Their faces were so priceless when I pulled a fork out of my purse at lunch! But after explaining why I was going plastic-free all of my coworkers joined me and from there we started bringing our own forks, cups, straws and napkins to lunch everyday.

But the ripples didn’t stop there. At the Columbus Zoo in Ohio where she worked, she started a plastic-free initiative that spread through her department and then through zoos in different cities. She was amazed by the shifts she saw Zoos take to inspire a new culture of waste reduction.

Realizing her true passion was in conservation and zero waste she moved to Tacoma and started A Drop in the Ocean.

What’s really powerful to me is the idea that anyone can actually be an environmentalist or conservationist in their everyday life. My background in Conservation Biology made me believe that to be a conservationist you had to have fancy degrees and a fancy job title with the word conservationist in it. But the idea of zero waste is that there are things we can do every day that will have a tangible effect on our environment.” 

Krystina is committed to using her business for change. She wants to see all living things living harmoniously together, but knows that achieving that goes beyond reducing waste. There are intersectional issues at play including capitalism, social justice and field conservation.

Learn more about reducing waste >>> https://adropintheoceanshop.com/ 


MS. MONKEYArtist & Community Organizer

Are you a real Tacoman if you don’t know about Monkeyshines and the fabled Ms. Monkey? Ms. Monkey is a real person, but she prefers to stay anonymous so that people can focus on the essence of monkeyshining – getting to love Tacoma and your neighbors. 

Monkeyshines are what Ms. Monkey called hand-made pieces of glass art she and other artists began distributing all over Tacoma every Chinese Lunar Year eighteen years ago. The monkeyshines are stamped with the coinciding animal for the Chinese Lunar New Year and hidden in every single corner of Tacoma for people to find and keep. 

But, Ms.Monkey doesn’t want people to think that’s what monkeyshining is about.

We’re not really about hunting, it’s about the treasure that is Tacoma and its community– but the glass pieces are the carrots that get people out looking. When you’re out there you get to instantly bond with people around you. People need that connection to each other, it’s what gives us hope and a sense of unity.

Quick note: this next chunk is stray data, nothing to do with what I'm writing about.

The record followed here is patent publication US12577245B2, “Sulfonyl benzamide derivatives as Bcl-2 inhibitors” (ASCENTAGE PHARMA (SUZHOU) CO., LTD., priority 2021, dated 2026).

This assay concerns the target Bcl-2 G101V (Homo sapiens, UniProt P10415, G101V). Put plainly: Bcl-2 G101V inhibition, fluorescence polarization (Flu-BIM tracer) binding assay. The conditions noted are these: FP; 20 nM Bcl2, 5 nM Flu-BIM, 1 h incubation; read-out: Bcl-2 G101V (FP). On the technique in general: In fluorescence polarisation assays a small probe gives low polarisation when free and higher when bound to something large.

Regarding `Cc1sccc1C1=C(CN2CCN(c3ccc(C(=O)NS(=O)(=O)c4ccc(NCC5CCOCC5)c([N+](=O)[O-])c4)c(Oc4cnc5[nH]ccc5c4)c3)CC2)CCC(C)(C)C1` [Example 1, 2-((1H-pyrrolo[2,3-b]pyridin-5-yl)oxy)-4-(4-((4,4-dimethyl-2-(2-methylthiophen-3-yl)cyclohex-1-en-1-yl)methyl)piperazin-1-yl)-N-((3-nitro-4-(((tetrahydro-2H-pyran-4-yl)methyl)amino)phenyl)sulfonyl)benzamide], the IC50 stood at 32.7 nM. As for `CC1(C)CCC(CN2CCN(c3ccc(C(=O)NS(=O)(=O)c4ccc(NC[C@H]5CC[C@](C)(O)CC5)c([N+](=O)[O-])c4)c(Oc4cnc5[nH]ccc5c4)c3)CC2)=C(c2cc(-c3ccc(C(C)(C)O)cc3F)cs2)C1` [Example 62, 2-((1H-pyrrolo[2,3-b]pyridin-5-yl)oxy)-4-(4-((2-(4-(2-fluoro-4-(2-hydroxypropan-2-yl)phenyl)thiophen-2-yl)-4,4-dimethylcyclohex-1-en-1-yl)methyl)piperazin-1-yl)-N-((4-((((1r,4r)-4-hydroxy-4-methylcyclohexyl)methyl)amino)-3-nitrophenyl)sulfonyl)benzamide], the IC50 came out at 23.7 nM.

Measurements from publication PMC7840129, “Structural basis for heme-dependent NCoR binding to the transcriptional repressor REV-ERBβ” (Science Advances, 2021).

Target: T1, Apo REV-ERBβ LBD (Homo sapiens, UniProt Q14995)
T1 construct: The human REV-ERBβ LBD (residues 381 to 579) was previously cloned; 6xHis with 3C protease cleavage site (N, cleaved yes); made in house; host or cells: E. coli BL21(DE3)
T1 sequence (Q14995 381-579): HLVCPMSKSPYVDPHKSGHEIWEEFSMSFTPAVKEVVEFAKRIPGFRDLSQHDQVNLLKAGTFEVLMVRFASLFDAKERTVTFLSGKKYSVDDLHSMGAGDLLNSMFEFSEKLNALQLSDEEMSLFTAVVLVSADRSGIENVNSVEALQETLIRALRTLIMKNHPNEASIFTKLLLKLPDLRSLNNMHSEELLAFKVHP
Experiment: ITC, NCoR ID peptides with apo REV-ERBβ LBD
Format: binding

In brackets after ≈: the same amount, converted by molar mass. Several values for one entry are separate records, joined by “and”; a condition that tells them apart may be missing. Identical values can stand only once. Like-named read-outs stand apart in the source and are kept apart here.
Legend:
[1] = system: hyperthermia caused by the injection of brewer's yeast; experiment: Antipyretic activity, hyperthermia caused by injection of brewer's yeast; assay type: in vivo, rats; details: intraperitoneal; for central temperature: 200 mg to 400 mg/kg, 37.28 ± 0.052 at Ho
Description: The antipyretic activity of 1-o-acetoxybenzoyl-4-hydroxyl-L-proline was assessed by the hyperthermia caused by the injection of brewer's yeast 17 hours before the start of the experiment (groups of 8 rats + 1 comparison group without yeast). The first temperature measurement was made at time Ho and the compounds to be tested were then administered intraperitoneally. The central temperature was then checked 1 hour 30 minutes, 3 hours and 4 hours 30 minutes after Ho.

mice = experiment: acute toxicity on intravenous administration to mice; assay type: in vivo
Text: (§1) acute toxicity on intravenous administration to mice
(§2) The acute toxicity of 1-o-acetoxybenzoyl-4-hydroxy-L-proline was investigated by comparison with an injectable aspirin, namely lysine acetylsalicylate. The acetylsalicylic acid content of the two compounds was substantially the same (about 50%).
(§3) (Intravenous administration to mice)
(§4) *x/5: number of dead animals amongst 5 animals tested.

The Monkeyshine art movement wasn’t meant to go beyond the first year, but it started to quickly evolve as Tacoma responded with fanatic participation. Each year, it takes on a life of its own with more artists, more hunters, and more Tacoma lovin’. 

So why does she stay anonymous? Who is Ms. Monkey?

I feel like the steward of the Monkeyshine project. Ms. Monkey is a concept or idea, because it’s not about me. It’s about you, your family, your community, your interpretation of Tacoma. It’s always been about sprinkling magic all over Tacoma so people can appreciate the jewel it is.”

Ms. Monkey didn’t always love Tacoma. But in creating art and sharing her art with others, she was able to kindle a deep bond to the gritty nature of Tacoma and its can-do spirited people. 

I don’t know if you would find a following for monkeyshines in any other city, because it’s pretty funky. Us Tacomans make our own fun and we have this ‘we have something you don’t have’ attitude. There’s a lot of pride for our city and I think that’s pretty gritty.”

As an artist, Ms. Monkey is incredibly passionate about the local artists who donate countless hours of their talent and time to making this community a brighter place with monkeyshines. She is incredibly appreciative of their work as well as how supportive and generous the community has been through such a tough year.

Stay up to date on all things Ms.Monkey and Monkeyshines here >>  https://www.facebook.com/MonkeyshinesTacoma 

We are so thankful for all the amazing work women do for their families and communities. This work should never go unnoticed. 

Stay tuned for Part 3!